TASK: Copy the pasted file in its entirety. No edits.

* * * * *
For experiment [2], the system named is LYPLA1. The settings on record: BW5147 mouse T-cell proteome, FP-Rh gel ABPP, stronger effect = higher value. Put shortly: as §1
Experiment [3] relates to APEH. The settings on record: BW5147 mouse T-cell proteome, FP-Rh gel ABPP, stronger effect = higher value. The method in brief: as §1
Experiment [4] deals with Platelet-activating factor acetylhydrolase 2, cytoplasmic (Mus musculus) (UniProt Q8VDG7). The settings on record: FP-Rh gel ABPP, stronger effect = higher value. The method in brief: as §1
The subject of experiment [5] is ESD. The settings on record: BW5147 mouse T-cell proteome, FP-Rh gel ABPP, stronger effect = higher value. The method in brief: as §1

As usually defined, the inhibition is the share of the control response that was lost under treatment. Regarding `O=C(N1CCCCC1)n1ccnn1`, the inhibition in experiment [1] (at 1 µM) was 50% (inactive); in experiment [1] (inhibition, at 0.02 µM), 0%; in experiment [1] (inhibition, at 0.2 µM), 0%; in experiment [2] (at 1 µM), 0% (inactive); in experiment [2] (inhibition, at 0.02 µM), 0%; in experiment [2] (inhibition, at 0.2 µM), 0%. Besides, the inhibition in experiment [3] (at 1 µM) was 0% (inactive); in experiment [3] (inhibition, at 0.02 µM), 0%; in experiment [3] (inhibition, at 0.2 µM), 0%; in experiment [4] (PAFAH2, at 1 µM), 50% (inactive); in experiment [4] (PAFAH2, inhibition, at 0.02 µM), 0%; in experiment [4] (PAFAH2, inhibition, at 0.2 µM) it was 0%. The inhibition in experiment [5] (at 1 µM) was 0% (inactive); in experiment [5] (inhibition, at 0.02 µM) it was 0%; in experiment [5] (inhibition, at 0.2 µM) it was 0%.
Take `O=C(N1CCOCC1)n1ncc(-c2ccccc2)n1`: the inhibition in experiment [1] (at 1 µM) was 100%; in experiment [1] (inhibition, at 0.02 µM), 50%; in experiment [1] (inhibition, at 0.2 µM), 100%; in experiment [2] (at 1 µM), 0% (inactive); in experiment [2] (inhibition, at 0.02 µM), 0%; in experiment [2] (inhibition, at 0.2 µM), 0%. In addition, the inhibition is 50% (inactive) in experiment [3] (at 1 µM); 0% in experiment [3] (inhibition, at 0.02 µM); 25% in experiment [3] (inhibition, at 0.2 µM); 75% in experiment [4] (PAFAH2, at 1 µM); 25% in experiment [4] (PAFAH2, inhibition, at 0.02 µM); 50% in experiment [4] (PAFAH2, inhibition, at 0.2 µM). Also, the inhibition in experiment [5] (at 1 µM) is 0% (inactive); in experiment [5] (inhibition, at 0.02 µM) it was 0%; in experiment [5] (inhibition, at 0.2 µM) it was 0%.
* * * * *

For experiment [2], the system named is LYPLA1. The settings on record: BW5147 mouse T-cell proteome, FP-Rh gel ABPP, stronger effect = higher value. Put shortly: as §1
Experiment [3] relates to APEH. The settings on record: BW5147 mouse T-cell proteome, FP-Rh gel ABPP, stronger effect = higher value. The method in brief: as §1
Experiment [4] deals with Platelet-activating factor acetylhydrolase 2, cytoplasmic (Mus musculus) (UniProt Q8VDG7). The settings on record: FP-Rh gel ABPP, stronger effect = higher value. The method in brief: as §1
The subject of experiment [5] is ESD. The settings on record: BW5147 mouse T-cell proteome, FP-Rh gel ABPP, stronger effect = higher value. The method in brief: as §1

As usually defined, the inhibition is the share of the control response that was lost under treatment. Regarding `O=C(N1CCCCC1)n1ccnn1`, the inhibition in experiment [1] (at 1 µM) was 50% (inactive); in experiment [1] (inhibition, at 0.02 µM), 0%; in experiment [1] (inhibition, at 0.2 µM), 0%; in experiment [2] (at 1 µM), 0% (inactive); in experiment [2] (inhibition, at 0.02 µM), 0%; in experiment [2] (inhibition, at 0.2 µM), 0%. Besides, the inhibition in experiment [3] (at 1 µM) was 0% (inactive); in experiment [3] (inhibition, at 0.02 µM), 0%; in experiment [3] (inhibition, at 0.2 µM), 0%; in experiment [4] (PAFAH2, at 1 µM), 50% (inactive); in experiment [4] (PAFAH2, inhibition, at 0.02 µM), 0%; in experiment [4] (PAFAH2, inhibition, at 0.2 µM) it was 0%. The inhibition in experiment [5] (at 1 µM) was 0% (inactive); in experiment [5] (inhibition, at 0.02 µM) it was 0%; in experiment [5] (inhibition, at 0.2 µM) it was 0%.
Take `O=C(N1CCOCC1)n1ncc(-c2ccccc2)n1`: the inhibition in experiment [1] (at 1 µM) was 100%; in experiment [1] (inhibition, at 0.02 µM), 50%; in experiment [1] (inhibition, at 0.2 µM), 100%; in experiment [2] (at 1 µM), 0% (inactive); in experiment [2] (inhibition, at 0.02 µM), 0%; in experiment [2] (inhibition, at 0.2 µM), 0%. In addition, the inhibition is 50% (inactive) in experiment [3] (at 1 µM); 0% in experiment [3] (inhibition, at 0.02 µM); 25% in experiment [3] (inhibition, at 0.2 µM); 75% in experiment [4] (PAFAH2, at 1 µM); 25% in experiment [4] (PAFAH2, inhibition, at 0.02 µM); 50% in experiment [4] (PAFAH2, inhibition, at 0.2 µM). Also, the inhibition in experiment [5] (at 1 µM) is 0% (inactive); in experiment [5] (inhibition, at 0.02 µM) it was 0%; in experiment [5] (inhibition, at 0.2 µM) it was 0%.